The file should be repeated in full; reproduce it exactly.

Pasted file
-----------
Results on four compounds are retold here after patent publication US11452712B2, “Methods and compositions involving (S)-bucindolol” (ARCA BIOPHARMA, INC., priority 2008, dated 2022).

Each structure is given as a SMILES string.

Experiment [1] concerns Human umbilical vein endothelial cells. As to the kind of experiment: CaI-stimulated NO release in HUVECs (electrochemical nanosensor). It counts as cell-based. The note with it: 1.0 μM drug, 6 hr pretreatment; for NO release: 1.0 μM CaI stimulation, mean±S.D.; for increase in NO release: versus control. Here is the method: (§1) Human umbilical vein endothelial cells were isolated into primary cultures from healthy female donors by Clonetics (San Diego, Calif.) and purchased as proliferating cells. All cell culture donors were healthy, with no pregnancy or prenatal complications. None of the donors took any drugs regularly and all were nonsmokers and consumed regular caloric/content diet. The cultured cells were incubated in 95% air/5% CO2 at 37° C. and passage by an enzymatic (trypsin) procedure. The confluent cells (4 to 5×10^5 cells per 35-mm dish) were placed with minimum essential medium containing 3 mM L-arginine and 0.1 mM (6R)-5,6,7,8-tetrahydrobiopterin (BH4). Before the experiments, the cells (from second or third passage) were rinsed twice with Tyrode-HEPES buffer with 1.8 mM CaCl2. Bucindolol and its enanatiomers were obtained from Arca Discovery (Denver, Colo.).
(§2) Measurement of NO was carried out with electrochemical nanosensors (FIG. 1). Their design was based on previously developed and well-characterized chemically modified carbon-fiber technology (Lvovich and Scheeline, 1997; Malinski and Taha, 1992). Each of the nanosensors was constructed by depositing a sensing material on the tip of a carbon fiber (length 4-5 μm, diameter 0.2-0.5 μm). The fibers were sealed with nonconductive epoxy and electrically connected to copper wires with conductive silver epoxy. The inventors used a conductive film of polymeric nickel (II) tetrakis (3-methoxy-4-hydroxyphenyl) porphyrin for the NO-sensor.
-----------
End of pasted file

Results on four compounds are retold here after patent publication US11452712B2, “Methods and compositions involving (S)-bucindolol” (ARCA BIOPHARMA, INC., priority 2008, dated 2022).

Each structure is given as a SMILES string.

Experiment [1] concerns Human umbilical vein endothelial cells. As to the kind of experiment: CaI-stimulated NO release in HUVECs (electrochemical nanosensor). It counts as cell-based. The note with it: 1.0 μM drug, 6 hr pretreatment; for NO release: 1.0 μM CaI stimulation, mean±S.D.; for increase in NO release: versus control. Here is the method: (§1) Human umbilical vein endothelial cells were isolated into primary cultures from healthy female donors by Clonetics (San Diego, Calif.) and purchased as proliferating cells. All cell culture donors were healthy, with no pregnancy or prenatal complications. None of the donors took any drugs regularly and all were nonsmokers and consumed regular caloric/content diet. The cultured cells were incubated in 95% air/5% CO2 at 37° C. and passage by an enzymatic (trypsin) procedure. The confluent cells (4 to 5×10^5 cells per 35-mm dish) were placed with minimum essential medium containing 3 mM L-arginine and 0.1 mM (6R)-5,6,7,8-tetrahydrobiopterin (BH4). Before the experiments, the cells (from second or third passage) were rinsed twice with Tyrode-HEPES buffer with 1.8 mM CaCl2. Bucindolol and its enanatiomers were obtained from Arca Discovery (Denver, Colo.).
(§2) Measurement of NO was carried out with electrochemical nanosensors (FIG. 1). Their design was based on previously developed and well-characterized chemically modified carbon-fiber technology (Lvovich and Scheeline, 1997; Malinski and Taha, 1992). Each of the nanosensors was constructed by depositing a sensing material on the tip of a carbon fiber (length 4-5 μm, diameter 0.2-0.5 μm). The fibers were sealed with nonconductive epoxy and electrically connected to copper wires with conductive silver epoxy. The inventors used a conductive film of polymeric nickel (II) tetrakis (3-methoxy-4-hydroxyphenyl) porphyrin for the NO-sensor.